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Solo class at the Dartmouth Royal Regatta 2022 - Pilot Financial Dinghy Series

by Will Loy 9 Sep 2022 11:53 BST
Will power! © Caroline Loy

Day 1 - Saturday

My day started early, the 3 am alarm a welcome escape from the drudgery of one of my recurring dreams of baking and I set off for work.. .at the bakery. 500 pasties and a few hundred cheese straws later I was relieved from my position and, after squeezing my body into a pair of hikers two sizes too small, headed off to Dittisham Sailing Club to compete in my first 'major' event for eight years.

The club was already buzzing with anticipation, the sailors here are as keen as mustard and their boats lined the beach, sails already hoisted, pointing in a south westerly direction, the luffs lifting slightly as the breeze awakened. I was pleased to see that there is obviously a world wide problem with the longevity of neoprene elasticity, many of the larger sailors looking as uncomfortable as I felt, and that was before we had even jumped into our Solos.

Dittisham has an incredibly vibrant vibe, the heady mix of boundless enthusiasm and inexperience/experience produces some very interesting moments on the water. Fortunately, all is forgiven afterwards.

Chew Valley sent some ninja assassins, Toby Peacock 5976 and John Ellis 6025 and these guys meant business. John's Solo was so new you could still smell the epoxy as it cured.

I took one last hit from the buoyancy chamber and surreptitiously tightened the hatch cover of my stash before floating over to the race briefing, the chime of the club bell bringing me back to earth.

The home fleet was impressive in number and sprinkled with some serious talent, Stuart Hydon clearly head and shoulders above us all which is ironic considering his height. He is an ex Inland Champion as well as a major winner at Winters and Springs so a man for all seasons then.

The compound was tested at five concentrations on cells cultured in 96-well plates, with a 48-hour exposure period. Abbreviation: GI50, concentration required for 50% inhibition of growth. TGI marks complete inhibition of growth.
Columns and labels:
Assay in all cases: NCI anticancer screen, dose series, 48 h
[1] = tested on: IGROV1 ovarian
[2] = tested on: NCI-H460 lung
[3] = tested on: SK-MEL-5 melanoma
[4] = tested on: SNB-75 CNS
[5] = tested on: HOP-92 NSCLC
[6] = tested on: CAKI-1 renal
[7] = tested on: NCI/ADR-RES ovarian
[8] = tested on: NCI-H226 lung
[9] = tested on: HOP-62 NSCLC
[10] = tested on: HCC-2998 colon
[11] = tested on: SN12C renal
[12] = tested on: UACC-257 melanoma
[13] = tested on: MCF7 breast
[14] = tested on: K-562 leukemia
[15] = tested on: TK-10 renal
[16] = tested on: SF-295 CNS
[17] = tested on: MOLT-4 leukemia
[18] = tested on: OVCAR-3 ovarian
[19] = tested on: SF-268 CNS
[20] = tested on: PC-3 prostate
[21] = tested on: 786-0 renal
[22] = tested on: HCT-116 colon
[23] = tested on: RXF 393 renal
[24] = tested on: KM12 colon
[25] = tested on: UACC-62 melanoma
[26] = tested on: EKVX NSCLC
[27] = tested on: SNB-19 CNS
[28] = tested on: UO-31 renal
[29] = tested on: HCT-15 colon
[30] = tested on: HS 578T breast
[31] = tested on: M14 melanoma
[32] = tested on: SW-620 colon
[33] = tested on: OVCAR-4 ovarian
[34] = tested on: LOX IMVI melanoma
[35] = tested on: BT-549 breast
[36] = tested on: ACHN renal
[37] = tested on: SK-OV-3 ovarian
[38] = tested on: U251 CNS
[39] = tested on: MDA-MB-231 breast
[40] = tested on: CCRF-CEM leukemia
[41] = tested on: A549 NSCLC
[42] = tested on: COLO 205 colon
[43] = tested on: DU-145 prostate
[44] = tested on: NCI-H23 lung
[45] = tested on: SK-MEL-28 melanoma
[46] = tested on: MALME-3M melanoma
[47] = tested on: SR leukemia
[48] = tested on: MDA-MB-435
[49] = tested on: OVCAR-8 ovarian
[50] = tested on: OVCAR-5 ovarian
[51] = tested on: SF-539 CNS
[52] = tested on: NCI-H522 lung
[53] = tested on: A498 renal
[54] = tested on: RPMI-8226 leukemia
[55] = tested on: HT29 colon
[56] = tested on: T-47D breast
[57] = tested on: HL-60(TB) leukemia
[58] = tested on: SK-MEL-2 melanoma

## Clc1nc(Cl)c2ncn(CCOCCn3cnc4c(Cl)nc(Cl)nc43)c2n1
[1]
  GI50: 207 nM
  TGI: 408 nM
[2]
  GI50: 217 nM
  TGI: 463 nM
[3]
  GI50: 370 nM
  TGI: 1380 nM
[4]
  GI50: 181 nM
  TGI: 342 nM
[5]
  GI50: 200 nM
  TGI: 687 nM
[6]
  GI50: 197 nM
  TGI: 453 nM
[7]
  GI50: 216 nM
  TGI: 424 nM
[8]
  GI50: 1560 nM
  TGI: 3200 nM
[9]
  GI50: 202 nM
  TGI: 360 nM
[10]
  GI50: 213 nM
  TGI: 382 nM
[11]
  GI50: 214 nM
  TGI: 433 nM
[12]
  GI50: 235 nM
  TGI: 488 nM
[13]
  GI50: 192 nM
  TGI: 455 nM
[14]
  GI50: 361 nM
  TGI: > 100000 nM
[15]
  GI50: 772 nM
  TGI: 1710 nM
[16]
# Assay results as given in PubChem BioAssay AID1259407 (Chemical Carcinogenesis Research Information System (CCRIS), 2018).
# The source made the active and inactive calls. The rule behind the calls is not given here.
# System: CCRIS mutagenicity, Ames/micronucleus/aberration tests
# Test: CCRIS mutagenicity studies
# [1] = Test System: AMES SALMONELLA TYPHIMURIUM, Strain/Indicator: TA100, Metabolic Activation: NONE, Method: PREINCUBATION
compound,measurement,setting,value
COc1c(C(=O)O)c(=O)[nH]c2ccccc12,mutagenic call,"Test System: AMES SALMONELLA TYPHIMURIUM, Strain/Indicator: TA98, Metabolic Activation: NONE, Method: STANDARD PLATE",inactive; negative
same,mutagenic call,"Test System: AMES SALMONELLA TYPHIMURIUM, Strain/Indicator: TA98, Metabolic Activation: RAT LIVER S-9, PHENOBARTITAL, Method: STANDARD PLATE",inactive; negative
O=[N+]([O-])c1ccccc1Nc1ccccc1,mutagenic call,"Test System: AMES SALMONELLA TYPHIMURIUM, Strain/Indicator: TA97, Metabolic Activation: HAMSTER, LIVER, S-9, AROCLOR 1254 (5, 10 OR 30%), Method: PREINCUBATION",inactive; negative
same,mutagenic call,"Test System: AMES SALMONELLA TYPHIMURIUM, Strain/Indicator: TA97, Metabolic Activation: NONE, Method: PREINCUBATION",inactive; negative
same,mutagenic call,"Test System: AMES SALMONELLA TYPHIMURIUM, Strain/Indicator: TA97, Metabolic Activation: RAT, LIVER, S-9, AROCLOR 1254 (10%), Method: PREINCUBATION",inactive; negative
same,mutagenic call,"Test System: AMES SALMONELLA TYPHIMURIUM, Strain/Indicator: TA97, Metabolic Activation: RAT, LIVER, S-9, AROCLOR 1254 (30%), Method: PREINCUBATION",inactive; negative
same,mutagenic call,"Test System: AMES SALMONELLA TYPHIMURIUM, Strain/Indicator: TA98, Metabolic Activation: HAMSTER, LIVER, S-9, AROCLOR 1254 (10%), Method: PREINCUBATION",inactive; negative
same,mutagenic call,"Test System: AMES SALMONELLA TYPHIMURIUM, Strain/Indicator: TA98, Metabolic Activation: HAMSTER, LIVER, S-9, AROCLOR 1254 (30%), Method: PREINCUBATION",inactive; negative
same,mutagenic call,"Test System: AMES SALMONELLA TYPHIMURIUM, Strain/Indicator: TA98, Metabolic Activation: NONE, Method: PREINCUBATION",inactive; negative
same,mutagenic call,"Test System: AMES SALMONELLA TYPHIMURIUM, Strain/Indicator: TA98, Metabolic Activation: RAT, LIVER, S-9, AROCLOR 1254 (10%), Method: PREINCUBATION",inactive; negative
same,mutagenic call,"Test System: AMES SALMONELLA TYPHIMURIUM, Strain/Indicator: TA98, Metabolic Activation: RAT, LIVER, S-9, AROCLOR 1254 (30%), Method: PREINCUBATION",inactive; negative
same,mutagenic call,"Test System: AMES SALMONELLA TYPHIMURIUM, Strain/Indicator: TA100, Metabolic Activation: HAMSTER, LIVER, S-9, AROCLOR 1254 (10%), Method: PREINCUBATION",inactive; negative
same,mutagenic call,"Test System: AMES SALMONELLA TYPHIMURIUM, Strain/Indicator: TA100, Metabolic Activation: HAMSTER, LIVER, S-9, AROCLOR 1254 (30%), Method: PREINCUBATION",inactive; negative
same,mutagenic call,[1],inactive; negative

Jon Clarke is a master of light winds and as graceful and balletic with his movement around a Solo as a gazelle evading a lion, however he is recovering from a serious illness which has robbed him of some much-needed kilograms and with a forecast of a building breeze over the four-day event, his normally cheeky grin was absent. We are lucky to have four female competitors, Ann Biglin, Sam Westcott, Anne Marie Coyle (DSC Commodore) and Jane Morris and they are all fearless and as enthusiastic a Solo sailor you can meet.

PRO Mike Foster is clearly a man with plenty of regattas under his belt and provided a forthright, concise and mildly amusing briefing, many competitors hanging on every word like the disciples did back in the day. We all stumbled back to our boats while trying to memorise the highly complicated windward/leeward course. Some had even marked the course on their flesh despite club official Suzie Stockbridge telling them that it was a permanent marker.

I had recently purchased an old, battered Speed FRP hull, pimping it up with some carefully positioned non slip tape which made it look a whole lot cooler and launched into a slowly rising River Dart.

Race 1

Mike had set the windward mark quite a long way up the finger of water towards Stoke Gabriel and with the start/gate marks close to Galmpton and the breeze strengthening by the second, the thought of a long first beat increased my pulse rate to nearly 65 bpm. It was pretty easy to ascertain which end of the start line was favoured, you could barely cross it on starboard and I pondered for a moment the PRO's comment that he would be setting a fair line, I guess he meant "as long as you all start on the pin".